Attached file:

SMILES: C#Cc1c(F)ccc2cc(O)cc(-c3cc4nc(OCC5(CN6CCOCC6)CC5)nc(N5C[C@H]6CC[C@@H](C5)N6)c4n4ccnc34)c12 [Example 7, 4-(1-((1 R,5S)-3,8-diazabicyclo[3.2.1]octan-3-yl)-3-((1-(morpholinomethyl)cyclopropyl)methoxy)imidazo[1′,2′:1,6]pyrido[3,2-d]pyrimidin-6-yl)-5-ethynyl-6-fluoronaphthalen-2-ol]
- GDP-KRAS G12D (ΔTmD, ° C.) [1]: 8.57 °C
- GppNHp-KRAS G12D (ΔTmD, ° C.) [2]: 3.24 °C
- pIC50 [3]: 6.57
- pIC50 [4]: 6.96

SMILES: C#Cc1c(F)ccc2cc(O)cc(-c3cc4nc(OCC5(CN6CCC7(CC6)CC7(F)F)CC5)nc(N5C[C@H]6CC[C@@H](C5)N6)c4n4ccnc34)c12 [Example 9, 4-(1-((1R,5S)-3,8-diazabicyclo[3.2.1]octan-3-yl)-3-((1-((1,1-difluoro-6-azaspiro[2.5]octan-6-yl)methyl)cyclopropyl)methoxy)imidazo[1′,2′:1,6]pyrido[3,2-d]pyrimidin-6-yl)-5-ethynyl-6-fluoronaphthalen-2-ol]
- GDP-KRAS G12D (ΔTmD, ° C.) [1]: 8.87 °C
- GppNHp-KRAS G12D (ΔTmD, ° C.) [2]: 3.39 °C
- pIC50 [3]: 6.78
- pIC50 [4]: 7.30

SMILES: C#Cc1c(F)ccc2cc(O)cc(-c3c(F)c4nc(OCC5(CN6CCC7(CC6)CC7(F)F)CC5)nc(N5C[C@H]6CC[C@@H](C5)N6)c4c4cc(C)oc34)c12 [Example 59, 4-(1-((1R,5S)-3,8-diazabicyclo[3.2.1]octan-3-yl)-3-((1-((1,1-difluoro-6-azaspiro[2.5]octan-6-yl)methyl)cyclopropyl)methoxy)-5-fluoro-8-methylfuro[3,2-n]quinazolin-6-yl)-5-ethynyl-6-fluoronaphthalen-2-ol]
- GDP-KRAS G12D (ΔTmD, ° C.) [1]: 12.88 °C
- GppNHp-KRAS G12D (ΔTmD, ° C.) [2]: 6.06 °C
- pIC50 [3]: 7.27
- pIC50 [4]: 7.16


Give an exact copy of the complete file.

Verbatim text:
SMILES: C#Cc1c(F)ccc2cc(O)cc(-c3cc4nc(OCC5(CN6CCOCC6)CC5)nc(N5C[C@H]6CC[C@@H](C5)N6)c4n4ccnc34)c12 [Example 7, 4-(1-((1 R,5S)-3,8-diazabicyclo[3.2.1]octan-3-yl)-3-((1-(morpholinomethyl)cyclopropyl)methoxy)imidazo[1′,2′:1,6]pyrido[3,2-d]pyrimidin-6-yl)-5-ethynyl-6-fluoronaphthalen-2-ol]
- GDP-KRAS G12D (ΔTmD, ° C.) [1]: 8.57 °C
- GppNHp-KRAS G12D (ΔTmD, ° C.) [2]: 3.24 °C
- pIC50 [3]: 6.57
- pIC50 [4]: 6.96

SMILES: C#Cc1c(F)ccc2cc(O)cc(-c3cc4nc(OCC5(CN6CCC7(CC6)CC7(F)F)CC5)nc(N5C[C@H]6CC[C@@H](C5)N6)c4n4ccnc34)c12 [Example 9, 4-(1-((1R,5S)-3,8-diazabicyclo[3.2.1]octan-3-yl)-3-((1-((1,1-difluoro-6-azaspiro[2.5]octan-6-yl)methyl)cyclopropyl)methoxy)imidazo[1′,2′:1,6]pyrido[3,2-d]pyrimidin-6-yl)-5-ethynyl-6-fluoronaphthalen-2-ol]
- GDP-KRAS G12D (ΔTmD, ° C.) [1]: 8.87 °C
- GppNHp-KRAS G12D (ΔTmD, ° C.) [2]: 3.39 °C
- pIC50 [3]: 6.78
- pIC50 [4]: 7.30

SMILES: C#Cc1c(F)ccc2cc(O)cc(-c3c(F)c4nc(OCC5(CN6CCC7(CC6)CC7(F)F)CC5)nc(N5C[C@H]6CC[C@@H](C5)N6)c4c4cc(C)oc34)c12 [Example 59, 4-(1-((1R,5S)-3,8-diazabicyclo[3.2.1]octan-3-yl)-3-((1-((1,1-difluoro-6-azaspiro[2.5]octan-6-yl)methyl)cyclopropyl)methoxy)-5-fluoro-8-methylfuro[3,2-n]quinazolin-6-yl)-5-ethynyl-6-fluoronaphthalen-2-ol]
- GDP-KRAS G12D (ΔTmD, ° C.) [1]: 12.88 °C
- GppNHp-KRAS G12D (ΔTmD, ° C.) [2]: 6.06 °C
- pIC50 [3]: 7.27
- pIC50 [4]: 7.16